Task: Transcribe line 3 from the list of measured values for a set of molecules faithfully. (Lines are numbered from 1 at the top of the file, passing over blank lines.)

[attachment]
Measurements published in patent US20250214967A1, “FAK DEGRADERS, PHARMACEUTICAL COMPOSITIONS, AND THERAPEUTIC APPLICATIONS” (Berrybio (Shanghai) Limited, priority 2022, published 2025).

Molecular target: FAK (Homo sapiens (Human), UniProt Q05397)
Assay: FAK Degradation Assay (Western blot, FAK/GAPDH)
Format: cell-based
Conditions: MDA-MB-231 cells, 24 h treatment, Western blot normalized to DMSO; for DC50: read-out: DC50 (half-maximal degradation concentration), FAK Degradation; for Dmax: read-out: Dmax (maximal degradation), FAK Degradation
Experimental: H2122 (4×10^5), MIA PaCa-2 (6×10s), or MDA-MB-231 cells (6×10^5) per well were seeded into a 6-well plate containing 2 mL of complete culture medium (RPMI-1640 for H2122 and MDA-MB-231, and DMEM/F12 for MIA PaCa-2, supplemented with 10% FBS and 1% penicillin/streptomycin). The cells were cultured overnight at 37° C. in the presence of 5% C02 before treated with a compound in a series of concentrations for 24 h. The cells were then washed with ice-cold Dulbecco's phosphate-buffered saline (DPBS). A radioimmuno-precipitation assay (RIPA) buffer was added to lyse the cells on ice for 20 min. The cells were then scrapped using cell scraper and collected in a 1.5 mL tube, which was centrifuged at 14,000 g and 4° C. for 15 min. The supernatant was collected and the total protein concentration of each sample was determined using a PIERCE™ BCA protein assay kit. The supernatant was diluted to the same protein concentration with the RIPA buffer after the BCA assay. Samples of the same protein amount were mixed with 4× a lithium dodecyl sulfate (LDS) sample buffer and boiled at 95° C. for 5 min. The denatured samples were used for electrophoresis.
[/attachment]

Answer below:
Assay: FAK Degradation Assay (Western blot, FAK/GAPDH)